There was a time when the only kind of archive tool Mac users had was Stuffit. Back in the day, Stuffit was good for collecting files and folders together in a single archive file, the old .sit.
When OS X came along, so did the Unix archive tool .zip, somewhat compatible with the zip files in the Windows world. Stuffit is still around but most Mac users coast along fine with the built-in zip archive. There is a better way. A BetterZip. Here’s six ways BetterZip is better than what comes with OS X.
I’ve been collecting useful Mac utilities since long before there was an OS X for Mac users. My Mac is stuffed with archives of old files in Stuffit format, .zip format, rar and tar and more. An archive utility wraps up files and folders, sometimes compresses them, often adds encryption.
I once asked the question, How Many Ways Can You Compress Files On Your Mac? As it turns out, plenty.
BetterZip is the utility I use the most to archive files on my Mac because it does the most, is the easiest to use, and seems to archive and extract in about every format I run into.
Most of us get along fine with OS X’s .zip archive or, for old timers, Stuffit’s archives. BetterZip does it all better by opening and extracting archives from a long list of formats.
ZIP, SIT, TAR, GZip, BZip2, RAR, 7-Zip, CPIO, ARJ, LZH/LHA, JAR, WAR, CAB, ISO, CHM, RPM, DEB, NSIS, BIN, HQX, DD. Alright, some are not so common.
Extract What You Need
Your Mac’s .zip archive neatly wraps up whatever files and folders you want to park in an archive. To get them out, just double click. The only problem is that everything comes out.
BetterZip has a better way. The window utility lets you view what’s inside the archive without opening it up. Simply drag and drop whatever file or folder is inside the archive over to your Mac’s desktop. No double clicking. No messy of files all over.
OS X’s archive utility is about as easy to use as it gets. Select your file or files or folders, right click your Mac’s mouse, select Archive. Seconds later you have an Archive.zip file ready for storing or distribution.
Creating archives in BetterZip is a drag and drop process. Create the zip file in the format of your choice, then drag and drop the files you want to archive into the zip file. Save the archive and you’re done.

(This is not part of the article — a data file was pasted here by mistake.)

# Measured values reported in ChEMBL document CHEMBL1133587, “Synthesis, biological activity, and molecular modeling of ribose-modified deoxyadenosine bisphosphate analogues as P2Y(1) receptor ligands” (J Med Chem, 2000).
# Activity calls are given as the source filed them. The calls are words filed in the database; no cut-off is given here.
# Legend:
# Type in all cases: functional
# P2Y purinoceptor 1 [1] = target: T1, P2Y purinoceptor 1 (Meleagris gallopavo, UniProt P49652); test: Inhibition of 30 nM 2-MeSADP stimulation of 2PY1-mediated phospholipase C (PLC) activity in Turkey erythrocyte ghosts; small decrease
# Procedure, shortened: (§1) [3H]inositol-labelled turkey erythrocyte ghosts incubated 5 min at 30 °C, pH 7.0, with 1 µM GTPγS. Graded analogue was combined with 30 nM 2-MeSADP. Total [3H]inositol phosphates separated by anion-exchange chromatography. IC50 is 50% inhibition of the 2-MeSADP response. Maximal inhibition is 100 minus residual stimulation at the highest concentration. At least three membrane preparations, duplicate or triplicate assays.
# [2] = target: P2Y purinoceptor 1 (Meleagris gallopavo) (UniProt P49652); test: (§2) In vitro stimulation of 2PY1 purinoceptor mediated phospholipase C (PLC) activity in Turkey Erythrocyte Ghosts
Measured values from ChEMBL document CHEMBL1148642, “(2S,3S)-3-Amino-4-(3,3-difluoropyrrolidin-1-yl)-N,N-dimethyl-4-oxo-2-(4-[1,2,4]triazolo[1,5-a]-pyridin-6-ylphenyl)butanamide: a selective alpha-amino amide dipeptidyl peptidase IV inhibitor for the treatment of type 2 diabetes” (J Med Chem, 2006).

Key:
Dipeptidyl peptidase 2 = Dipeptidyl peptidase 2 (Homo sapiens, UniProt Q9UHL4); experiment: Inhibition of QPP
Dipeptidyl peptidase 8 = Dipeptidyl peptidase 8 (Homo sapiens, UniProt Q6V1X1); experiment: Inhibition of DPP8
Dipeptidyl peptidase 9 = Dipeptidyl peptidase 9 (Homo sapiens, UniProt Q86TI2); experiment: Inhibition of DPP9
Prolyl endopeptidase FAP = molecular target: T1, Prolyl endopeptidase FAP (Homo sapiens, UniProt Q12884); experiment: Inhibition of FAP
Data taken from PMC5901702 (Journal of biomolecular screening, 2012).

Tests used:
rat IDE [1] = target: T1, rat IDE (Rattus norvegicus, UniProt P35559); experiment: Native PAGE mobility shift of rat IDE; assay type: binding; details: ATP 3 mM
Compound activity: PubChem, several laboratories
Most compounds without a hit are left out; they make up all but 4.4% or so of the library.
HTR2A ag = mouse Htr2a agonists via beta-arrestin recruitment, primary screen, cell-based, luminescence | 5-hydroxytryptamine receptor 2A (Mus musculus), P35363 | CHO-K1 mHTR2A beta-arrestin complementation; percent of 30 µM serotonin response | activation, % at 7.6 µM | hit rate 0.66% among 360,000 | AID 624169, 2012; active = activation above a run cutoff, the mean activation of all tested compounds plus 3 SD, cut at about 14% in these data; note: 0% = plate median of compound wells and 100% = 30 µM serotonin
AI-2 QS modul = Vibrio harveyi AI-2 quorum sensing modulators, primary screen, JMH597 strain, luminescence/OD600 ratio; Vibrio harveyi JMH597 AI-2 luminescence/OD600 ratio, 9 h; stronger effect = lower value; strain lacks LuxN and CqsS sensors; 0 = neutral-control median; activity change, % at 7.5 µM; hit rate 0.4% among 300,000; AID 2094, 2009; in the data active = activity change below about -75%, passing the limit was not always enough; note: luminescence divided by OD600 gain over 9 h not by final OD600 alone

As Mac users, most of us are familiar with both the Stuffit archive format, and OS X’s .zip format. BetterZip does that better by providing a few more options.
Supported archive formats include ZIP as well as the popular GZip, and TAR, BZip2, compressed TAR, 7-ZIP. Most of us will only need ZIP, but our geeky friends will like the flexibility.
One of the nice things about archiving files is the ability to provide a password protected archive. BetterZip protects the data inside the archive with an optional password.
Additionally, the archive can use the WinZip compatible AES-256 encryption for added security, and compatibility with Windows PC users.
Since BetterZip uses a utility window to peer into an archive, you can use that same utility to update, or add to an archive without opening it up first.
Simple select the archive in BetterZip, remove or add files to the archive, even rearrange files inside the archive, treating it just like a folder on your Mac.
It Does Windows
Unfortunately, not all file formats Mac to Windows and back again are created equal. Mac files carry plenty of meta data that’s different than Windows files.
BetterZip can strip Mac files and resource forks to make some files more compatible with Windows.
Quick Look Bonus
As if that’s not enough to make it obvious that BetterZip is better than Stuffit and far better than the .zip archive tool in OS X, there’s also a Quick Look plugin. This handy utility works like OS X’s Quick Look. Press the space bar to peer inside an archive.
Archiving is easy on OS X but it’s made better with BetterZip, the utility Apple should have included on every Mac.